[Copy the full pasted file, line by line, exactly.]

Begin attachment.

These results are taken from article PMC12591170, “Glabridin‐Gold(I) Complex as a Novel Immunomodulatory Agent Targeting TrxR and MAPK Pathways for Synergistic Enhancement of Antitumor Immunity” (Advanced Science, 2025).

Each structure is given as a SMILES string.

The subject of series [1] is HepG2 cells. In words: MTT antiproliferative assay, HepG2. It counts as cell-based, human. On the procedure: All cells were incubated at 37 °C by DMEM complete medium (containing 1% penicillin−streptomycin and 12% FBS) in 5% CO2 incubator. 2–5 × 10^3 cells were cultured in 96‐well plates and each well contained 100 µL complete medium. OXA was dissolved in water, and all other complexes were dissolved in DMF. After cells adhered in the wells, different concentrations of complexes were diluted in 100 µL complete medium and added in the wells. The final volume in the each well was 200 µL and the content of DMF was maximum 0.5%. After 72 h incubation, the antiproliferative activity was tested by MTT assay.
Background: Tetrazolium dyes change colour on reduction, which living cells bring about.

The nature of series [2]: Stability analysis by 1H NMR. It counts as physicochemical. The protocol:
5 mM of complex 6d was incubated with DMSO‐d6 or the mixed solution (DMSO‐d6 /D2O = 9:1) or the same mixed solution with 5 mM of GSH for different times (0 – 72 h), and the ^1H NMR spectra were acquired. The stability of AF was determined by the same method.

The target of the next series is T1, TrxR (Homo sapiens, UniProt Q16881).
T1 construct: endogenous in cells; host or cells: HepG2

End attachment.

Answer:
These results are taken from article PMC12591170, “Glabridin‐Gold(I) Complex as a Novel Immunomodulatory Agent Targeting TrxR and MAPK Pathways for Synergistic Enhancement of Antitumor Immunity” (Advanced Science, 2025).

Each structure is given as a SMILES string.

The subject of series [1] is HepG2 cells. In words: MTT antiproliferative assay, HepG2. It counts as cell-based, human. On the procedure: All cells were incubated at 37 °C by DMEM complete medium (containing 1% penicillin−streptomycin and 12% FBS) in 5% CO2 incubator. 2–5 × 10^3 cells were cultured in 96‐well plates and each well contained 100 µL complete medium. OXA was dissolved in water, and all other complexes were dissolved in DMF. After cells adhered in the wells, different concentrations of complexes were diluted in 100 µL complete medium and added in the wells. The final volume in the each well was 200 µL and the content of DMF was maximum 0.5%. After 72 h incubation, the antiproliferative activity was tested by MTT assay.
Background: Tetrazolium dyes change colour on reduction, which living cells bring about.

The nature of series [2]: Stability analysis by 1H NMR. It counts as physicochemical. The protocol:
5 mM of complex 6d was incubated with DMSO‐d6 or the mixed solution (DMSO‐d6 /D2O = 9:1) or the same mixed solution with 5 mM of GSH for different times (0 – 72 h), and the ^1H NMR spectra were acquired. The stability of AF was determined by the same method.

The target of the next series is T1, TrxR (Homo sapiens, UniProt Q16881).
T1 construct: endogenous in cells; host or cells: HepG2